|Figure 3: Digital subtraction angiographic image showing the permcath lying in persistent left superior vena cava draining into the right atrium through the coronary sinus (arrow)|
Click here to view
The HD sessions were easily performed with a blood flow rate of 250 ml/min. We planned to leave the catheter in place for HD, as the patient did not have any complaint and no other accessible site for HD. During the first and subsequent HD, her vitals were maintained and there was no evidence of impaired venous drainage of the left upper limb. The electrocardiogram showed no evidence of any arrhythmia or ischemia. No catheter-related complications were observed. The catheter was then used uneventfully with careful and continuous monitoring.
| Discussion|| |
PLSVC is a rare vascular anomaly, but the most common congenital abnormality of thoracic venous return. PLSVC has an incidence of 0.3%–5% in healthy individuals and around 4% in patients with congenital heart disease. Most of the dialysis catheters are inserted through the right IJV, however, PLSVC occurs in ≥80% of patients with catheters inserted through SVC.
The tunneled HD catheter has several advantages including immediate use after placement, no repeated venipuncture or hemodynamic effects, and no help of vascular surgeon during placement. However, there are also chances of infection, hospitalization, cardiovascular events, and long-term risk of mortality as compared to other options of vascular access.
In the present case, tunneled HD (permcath) catheter was successfully used into PLSVC. In a previous case, a 35-year-old male patient diagnosed with chronic kidney disease 2 years back was admitted due to thrombus in the right IJV, and the procedure was conducted through the left IJV. PLSVC was subsequently confirmed following venogram. Balasubramanian et al. reported a 57-year-old male admitted with acute kidney injury and major upper gastrointestinal bleeding. The temporary dialysis catheter was inserted through the left IJV. The venogram showed PLSVC and the patient was on HD. Following HD, complications such as breathlessness and cardiomegaly were noted, and the presence of pericardial effusion was thus confirmed by echocardiography. The accurate noninvasive diagnosis of PLSVC can be done by echocardiography. In many studies, during the placement of HD catheters, PLSVC is detected incidentally causing complications such as vascular thrombosis, supraventricular arrhythmia, cardiac arrest, and vascular erosion.,,, Guerrot et al. reported a case of 45-year-old female with ESRD due to diabetic nephropathy. After a successful placement of a catheter through right IJV, an unusual curve toward the left was seen radiographically. A CO2-phlebocavography confirmed a rare type II PLSVC. The PLSVC probably causes difficulties with the insertion of the catheter into the right heart through left subclavian but does not prohibit the insertion.
| Conclusion|| |
We report a case of ESRD patient who displayed a PLSVC after placement of tunneled HD catheter (permcath) through left IJV. An initial attempt at left internal jugular catheter placement in a patient with PLSVC can mimic an accidental arterial puncture to the unwary proceduralist. Therefore, real-time ultrasonography access of IJV is mandatory. Tunneled central venous catheter should always be placed under fluoroscopy guidance. Whenever an unusual track of guidewire is noted, venogram should be performed before placing the catheter blindly. PLSVC can be used as an optional vascular access, if no other central veins are available. Considering the small caliber of PLSVC, a symmetric tip design tunneled catheter would have been preferred. Nephrologists who place HD catheters in the left jugular or subclavian vein should be aware of the existence, diagnosis, and complications of PLSVC to prevent misinterpretation of routine postprocedure X-ray chest and unnecessary removal of dialysis catheters.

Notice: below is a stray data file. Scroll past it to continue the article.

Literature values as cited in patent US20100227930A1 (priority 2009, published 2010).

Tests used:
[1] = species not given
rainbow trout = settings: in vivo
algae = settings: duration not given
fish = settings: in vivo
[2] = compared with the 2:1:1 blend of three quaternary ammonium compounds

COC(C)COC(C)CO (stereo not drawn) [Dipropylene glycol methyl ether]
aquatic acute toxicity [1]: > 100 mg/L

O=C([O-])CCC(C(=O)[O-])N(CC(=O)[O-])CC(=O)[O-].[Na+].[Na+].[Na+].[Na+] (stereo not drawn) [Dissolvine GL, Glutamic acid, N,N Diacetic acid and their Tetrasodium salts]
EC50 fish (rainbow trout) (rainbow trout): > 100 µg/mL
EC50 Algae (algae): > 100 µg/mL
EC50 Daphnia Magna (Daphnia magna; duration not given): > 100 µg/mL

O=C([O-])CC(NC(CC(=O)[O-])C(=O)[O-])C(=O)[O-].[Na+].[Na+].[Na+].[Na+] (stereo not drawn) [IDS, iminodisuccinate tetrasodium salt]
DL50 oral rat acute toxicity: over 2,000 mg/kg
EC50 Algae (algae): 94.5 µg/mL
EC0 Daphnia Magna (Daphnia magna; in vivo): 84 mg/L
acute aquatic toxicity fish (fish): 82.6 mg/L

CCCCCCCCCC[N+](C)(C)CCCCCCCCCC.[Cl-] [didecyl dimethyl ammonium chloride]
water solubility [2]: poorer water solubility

Declaration of patient consent
The authors certify that they have obtained all appropriate patient consent forms. In the form the patient(s) has/have given his/her/their consent for his/her/their images and other clinical information to be reported in the journal. The patients understand that their names and initials will not be published and due efforts will be made to conceal their identity, but anonymity cannot be guaranteed.
Financial support and sponsorship
Conflicts of interest
There are no conflicts of interest.
| References|| |
Trerotola SO. Hemodialysis catheter placement and management. Radiology 2000;215:651-8.
Schwab SJ, Beathard G. The hemodialysis catheter conundrum: Hate living with them, but can't live without them. Kidney Int 1999;56:1-7.
Meena P, Bhargava V, Gupta A, Srivastava A, Gaur L, Rana DS. Successful hemodialysis through persistent left superior vena cava: A case report. J Assoc Vasc Access 2018;23:177-80.
Pantelias K, Grapsa E. Vascular access today. World J Nephrol 2012;1:69-78.
Anvesh G, Raju SB, Rammurti S, Prasad K. Persistent left superior vena cava in a hemodialysis patient. Indian J Nephrol 2018;28:317-9.
] [Full text]
Balasubramanian S, Gupta S, Nicholls M, Laboi P. Rare complication of a dialysis catheter insertion. Clin Kidney J 2014;7:194-6.
Kute VB, Vanikar AV, Gumber MR, Shah PR, Goplani KR, Trivedi HL, et al.
Hemodialysis through persistent left superior vena cava. Indian J Crit Care Med 2011;15:40-2.
] [Full text]
Bass SP, Young AE. Paediatric cardiac arrest during Hickman line insertion. Paediatr Anaesth 1997;7:83-6.
Kiely EM, Spitz L. Persistent left superior vena cava and central venous feeding. Z Kinderchir 1984;39:133-4.
Goyal SK, Punnam SR, Verma G, Ruberg FL. Persistent left superior vena cava: A case report and review of literature. Cardiovasc Ultrasound 2008;6:50.
[Figure 1], [Figure 2], [Figure 3]